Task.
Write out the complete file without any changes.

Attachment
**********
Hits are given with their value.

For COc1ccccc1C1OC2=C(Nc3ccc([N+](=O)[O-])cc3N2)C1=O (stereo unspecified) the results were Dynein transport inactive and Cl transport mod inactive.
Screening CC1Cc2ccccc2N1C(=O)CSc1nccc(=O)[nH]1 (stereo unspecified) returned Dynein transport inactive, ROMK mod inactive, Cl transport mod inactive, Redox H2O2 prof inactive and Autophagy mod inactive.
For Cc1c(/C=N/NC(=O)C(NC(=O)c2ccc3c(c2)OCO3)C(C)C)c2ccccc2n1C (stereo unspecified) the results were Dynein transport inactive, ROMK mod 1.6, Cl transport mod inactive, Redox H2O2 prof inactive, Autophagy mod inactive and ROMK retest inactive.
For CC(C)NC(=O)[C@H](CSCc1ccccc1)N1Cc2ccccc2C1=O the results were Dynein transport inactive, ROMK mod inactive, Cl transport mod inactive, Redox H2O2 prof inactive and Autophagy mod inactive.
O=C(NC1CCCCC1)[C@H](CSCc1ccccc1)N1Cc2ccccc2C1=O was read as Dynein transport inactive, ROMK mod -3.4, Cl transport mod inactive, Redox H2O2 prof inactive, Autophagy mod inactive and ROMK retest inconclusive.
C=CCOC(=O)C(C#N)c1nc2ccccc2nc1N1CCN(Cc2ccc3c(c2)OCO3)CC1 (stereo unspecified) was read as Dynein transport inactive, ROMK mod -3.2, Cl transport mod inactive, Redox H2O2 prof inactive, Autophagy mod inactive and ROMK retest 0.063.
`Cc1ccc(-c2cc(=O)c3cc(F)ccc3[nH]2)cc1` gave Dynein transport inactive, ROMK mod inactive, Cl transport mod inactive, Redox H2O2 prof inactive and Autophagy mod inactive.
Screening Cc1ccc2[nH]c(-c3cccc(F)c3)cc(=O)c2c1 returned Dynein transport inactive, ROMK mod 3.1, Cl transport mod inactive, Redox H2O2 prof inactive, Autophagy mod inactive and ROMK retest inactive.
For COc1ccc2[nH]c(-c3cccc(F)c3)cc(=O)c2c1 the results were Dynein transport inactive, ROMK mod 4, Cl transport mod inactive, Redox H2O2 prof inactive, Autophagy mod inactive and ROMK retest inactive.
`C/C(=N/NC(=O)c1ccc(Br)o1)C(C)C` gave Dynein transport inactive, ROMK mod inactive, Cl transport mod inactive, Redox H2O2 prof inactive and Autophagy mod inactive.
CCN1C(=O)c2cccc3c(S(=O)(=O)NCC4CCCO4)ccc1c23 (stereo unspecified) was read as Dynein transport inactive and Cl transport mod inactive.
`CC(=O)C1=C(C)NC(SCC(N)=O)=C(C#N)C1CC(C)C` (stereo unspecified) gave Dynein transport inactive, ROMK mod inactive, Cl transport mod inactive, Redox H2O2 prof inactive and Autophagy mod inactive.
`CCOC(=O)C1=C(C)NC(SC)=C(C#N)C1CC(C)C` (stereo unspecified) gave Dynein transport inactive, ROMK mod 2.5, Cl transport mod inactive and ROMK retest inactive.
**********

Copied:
Hits are given with their value.

For COc1ccccc1C1OC2=C(Nc3ccc([N+](=O)[O-])cc3N2)C1=O (stereo unspecified) the results were Dynein transport inactive and Cl transport mod inactive.
Screening CC1Cc2ccccc2N1C(=O)CSc1nccc(=O)[nH]1 (stereo unspecified) returned Dynein transport inactive, ROMK mod inactive, Cl transport mod inactive, Redox H2O2 prof inactive and Autophagy mod inactive.
For Cc1c(/C=N/NC(=O)C(NC(=O)c2ccc3c(c2)OCO3)C(C)C)c2ccccc2n1C (stereo unspecified) the results were Dynein transport inactive, ROMK mod 1.6, Cl transport mod inactive, Redox H2O2 prof inactive, Autophagy mod inactive and ROMK retest inactive.
For CC(C)NC(=O)[C@H](CSCc1ccccc1)N1Cc2ccccc2C1=O the results were Dynein transport inactive, ROMK mod inactive, Cl transport mod inactive, Redox H2O2 prof inactive and Autophagy mod inactive.
O=C(NC1CCCCC1)[C@H](CSCc1ccccc1)N1Cc2ccccc2C1=O was read as Dynein transport inactive, ROMK mod -3.4, Cl transport mod inactive, Redox H2O2 prof inactive, Autophagy mod inactive and ROMK retest inconclusive.
C=CCOC(=O)C(C#N)c1nc2ccccc2nc1N1CCN(Cc2ccc3c(c2)OCO3)CC1 (stereo unspecified) was read as Dynein transport inactive, ROMK mod -3.2, Cl transport mod inactive, Redox H2O2 prof inactive, Autophagy mod inactive and ROMK retest 0.063.
`Cc1ccc(-c2cc(=O)c3cc(F)ccc3[nH]2)cc1` gave Dynein transport inactive, ROMK mod inactive, Cl transport mod inactive, Redox H2O2 prof inactive and Autophagy mod inactive.
Screening Cc1ccc2[nH]c(-c3cccc(F)c3)cc(=O)c2c1 returned Dynein transport inactive, ROMK mod 3.1, Cl transport mod inactive, Redox H2O2 prof inactive, Autophagy mod inactive and ROMK retest inactive.
For COc1ccc2[nH]c(-c3cccc(F)c3)cc(=O)c2c1 the results were Dynein transport inactive, ROMK mod 4, Cl transport mod inactive, Redox H2O2 prof inactive, Autophagy mod inactive and ROMK retest inactive.
`C/C(=N/NC(=O)c1ccc(Br)o1)C(C)C` gave Dynein transport inactive, ROMK mod inactive, Cl transport mod inactive, Redox H2O2 prof inactive and Autophagy mod inactive.
CCN1C(=O)c2cccc3c(S(=O)(=O)NCC4CCCO4)ccc1c23 (stereo unspecified) was read as Dynein transport inactive and Cl transport mod inactive.
`CC(=O)C1=C(C)NC(SCC(N)=O)=C(C#N)C1CC(C)C` (stereo unspecified) gave Dynein transport inactive, ROMK mod inactive, Cl transport mod inactive, Redox H2O2 prof inactive and Autophagy mod inactive.
`CCOC(=O)C1=C(C)NC(SC)=C(C#N)C1CC(C)C` (stereo unspecified) gave Dynein transport inactive, ROMK mod 2.5, Cl transport mod inactive and ROMK retest inactive.